Toronto: Researchers have developed a new technique that enables computer cursors to interact in 3D, which has applications in a wide range of fields, such as architectural design, medical imaging and computer games.
The system is not so much about turning Word into an IMAX experience as offering designers an opportunity to navigate through and modify their creations manipulating 3D objects with 3D interactions, researchers said.
“Our new technology challenges the notion of what a cursor is and does,” said lead researcher Tomas Dorta, from the University of Montreal’s School of Design.
“The cursor becomes a drawing and controlling plane. The techniques we’re unveiling involves using a tablet to control the cursor, but as it does not necessarily rely on external tracking of the user’s movements, eventually other devices could be used, such as smart phones or watches,” Dorta said.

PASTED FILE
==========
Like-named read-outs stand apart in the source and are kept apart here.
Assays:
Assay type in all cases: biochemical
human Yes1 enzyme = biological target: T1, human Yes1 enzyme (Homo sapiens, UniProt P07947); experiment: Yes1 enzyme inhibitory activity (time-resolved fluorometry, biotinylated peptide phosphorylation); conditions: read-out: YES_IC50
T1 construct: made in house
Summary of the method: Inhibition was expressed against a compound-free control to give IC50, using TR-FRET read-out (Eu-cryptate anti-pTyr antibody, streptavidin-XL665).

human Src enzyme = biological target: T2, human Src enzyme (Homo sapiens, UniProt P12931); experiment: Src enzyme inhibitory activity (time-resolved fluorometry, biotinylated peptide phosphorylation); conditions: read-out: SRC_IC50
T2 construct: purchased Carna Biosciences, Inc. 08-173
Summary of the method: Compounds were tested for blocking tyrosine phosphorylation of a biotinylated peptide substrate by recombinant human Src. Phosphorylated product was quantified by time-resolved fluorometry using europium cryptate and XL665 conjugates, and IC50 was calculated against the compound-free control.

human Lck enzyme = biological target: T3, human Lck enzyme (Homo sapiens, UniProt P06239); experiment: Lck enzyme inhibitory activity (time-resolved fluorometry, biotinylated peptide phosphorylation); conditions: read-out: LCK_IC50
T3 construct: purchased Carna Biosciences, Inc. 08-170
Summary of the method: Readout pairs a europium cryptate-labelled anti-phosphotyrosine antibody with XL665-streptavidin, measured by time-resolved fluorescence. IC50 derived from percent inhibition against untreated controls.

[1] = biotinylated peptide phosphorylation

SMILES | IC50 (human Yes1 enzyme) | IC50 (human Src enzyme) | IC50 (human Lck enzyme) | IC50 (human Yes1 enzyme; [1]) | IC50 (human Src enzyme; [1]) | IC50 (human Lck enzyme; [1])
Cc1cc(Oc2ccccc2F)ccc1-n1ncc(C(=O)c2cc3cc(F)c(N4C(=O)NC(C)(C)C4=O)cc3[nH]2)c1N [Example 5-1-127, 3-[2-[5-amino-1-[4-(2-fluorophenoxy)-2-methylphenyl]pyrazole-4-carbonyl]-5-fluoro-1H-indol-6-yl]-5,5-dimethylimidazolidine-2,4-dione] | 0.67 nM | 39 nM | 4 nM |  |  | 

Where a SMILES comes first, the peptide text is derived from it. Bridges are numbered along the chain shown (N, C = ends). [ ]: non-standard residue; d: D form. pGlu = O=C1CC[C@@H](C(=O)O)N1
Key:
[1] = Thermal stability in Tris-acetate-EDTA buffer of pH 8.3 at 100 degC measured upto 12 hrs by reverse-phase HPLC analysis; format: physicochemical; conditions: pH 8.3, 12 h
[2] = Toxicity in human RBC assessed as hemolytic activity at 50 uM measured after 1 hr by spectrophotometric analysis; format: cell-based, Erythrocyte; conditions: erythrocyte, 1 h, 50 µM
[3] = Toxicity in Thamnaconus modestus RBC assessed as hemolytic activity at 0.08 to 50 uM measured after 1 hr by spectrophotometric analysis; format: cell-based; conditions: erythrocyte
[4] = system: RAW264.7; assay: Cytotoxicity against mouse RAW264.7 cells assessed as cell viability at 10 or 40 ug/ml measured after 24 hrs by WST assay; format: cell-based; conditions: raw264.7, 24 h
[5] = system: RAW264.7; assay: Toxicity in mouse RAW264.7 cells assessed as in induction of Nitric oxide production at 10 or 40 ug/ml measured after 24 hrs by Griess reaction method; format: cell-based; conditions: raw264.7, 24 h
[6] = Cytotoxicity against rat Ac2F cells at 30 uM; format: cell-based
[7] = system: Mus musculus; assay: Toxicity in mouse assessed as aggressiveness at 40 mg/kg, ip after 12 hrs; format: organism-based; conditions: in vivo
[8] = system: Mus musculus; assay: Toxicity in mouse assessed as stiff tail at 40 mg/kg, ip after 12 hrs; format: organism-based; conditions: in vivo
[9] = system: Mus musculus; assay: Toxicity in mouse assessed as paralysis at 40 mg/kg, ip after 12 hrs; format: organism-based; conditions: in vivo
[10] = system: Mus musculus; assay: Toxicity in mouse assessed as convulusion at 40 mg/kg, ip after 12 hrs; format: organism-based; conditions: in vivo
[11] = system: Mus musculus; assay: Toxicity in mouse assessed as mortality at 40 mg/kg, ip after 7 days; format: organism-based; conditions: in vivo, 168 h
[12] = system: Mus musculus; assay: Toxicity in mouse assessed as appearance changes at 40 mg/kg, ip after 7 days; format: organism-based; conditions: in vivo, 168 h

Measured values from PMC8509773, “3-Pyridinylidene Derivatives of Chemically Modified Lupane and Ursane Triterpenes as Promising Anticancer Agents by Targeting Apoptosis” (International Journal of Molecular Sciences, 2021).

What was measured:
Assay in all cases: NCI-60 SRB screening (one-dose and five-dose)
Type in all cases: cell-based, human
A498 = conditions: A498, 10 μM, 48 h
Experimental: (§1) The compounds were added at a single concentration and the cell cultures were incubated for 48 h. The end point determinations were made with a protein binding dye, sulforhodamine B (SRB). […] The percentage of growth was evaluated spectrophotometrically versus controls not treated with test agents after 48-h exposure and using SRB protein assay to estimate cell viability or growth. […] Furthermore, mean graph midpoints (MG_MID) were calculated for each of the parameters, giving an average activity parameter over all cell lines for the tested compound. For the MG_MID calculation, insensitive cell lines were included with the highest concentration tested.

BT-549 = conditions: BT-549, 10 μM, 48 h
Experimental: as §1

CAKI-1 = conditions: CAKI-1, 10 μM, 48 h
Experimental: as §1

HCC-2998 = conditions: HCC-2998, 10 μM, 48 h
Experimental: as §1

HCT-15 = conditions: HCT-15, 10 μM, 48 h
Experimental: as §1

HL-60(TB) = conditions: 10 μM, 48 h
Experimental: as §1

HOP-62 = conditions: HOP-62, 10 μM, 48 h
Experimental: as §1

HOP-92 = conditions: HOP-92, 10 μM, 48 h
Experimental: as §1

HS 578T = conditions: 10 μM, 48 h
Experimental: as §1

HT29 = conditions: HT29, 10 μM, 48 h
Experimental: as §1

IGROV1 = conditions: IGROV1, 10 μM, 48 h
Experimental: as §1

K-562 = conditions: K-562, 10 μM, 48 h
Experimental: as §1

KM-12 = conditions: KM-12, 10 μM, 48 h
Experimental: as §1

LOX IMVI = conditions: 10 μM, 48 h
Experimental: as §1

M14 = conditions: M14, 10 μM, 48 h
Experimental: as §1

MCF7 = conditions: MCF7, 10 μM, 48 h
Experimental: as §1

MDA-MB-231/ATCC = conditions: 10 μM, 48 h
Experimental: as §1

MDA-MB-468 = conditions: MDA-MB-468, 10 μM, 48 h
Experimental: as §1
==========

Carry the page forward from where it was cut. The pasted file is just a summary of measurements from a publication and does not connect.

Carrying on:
“We use a Butterfly-net analogy to explain how the cursor selects objects in space – the users simply sweep the 3D cursors through,” Dorta said.
“For the manipulations of objects, the users can use gestures and movements such as pinching and orientation,” Dorta said.
The cursor is in fact being demonstrated within the researchers’ Hyve-3D design system, a full scale immersive 3D environment that enables users to create drawings on hand-held tablets, which can then be manipulated on the tablets to create a 3D design within the space.
As the designers are immersed in their work, for example designing a living room, they can test different furniture options according to the scale and even work on the interior detailing.
The immersive images are the result of an optical illusion created by a high-resolution projector, a specially designed 5m-diameter spherically concave fabric screen and a dome mirror projecting the image onto the screen.
Specialised techniques render the 3D scene onto a spherical projection in real-time.
“Beyond its utility for sketching, we believe the 3D cursor has applications in a wide range of fields, such as architectural design, medical imaging and of course computer games,” Dorta said.
This isn’t a gimmicky rebirth of the cursor, it’s about rethinking how humans interact with computers as part of the creative process,” Dorta said.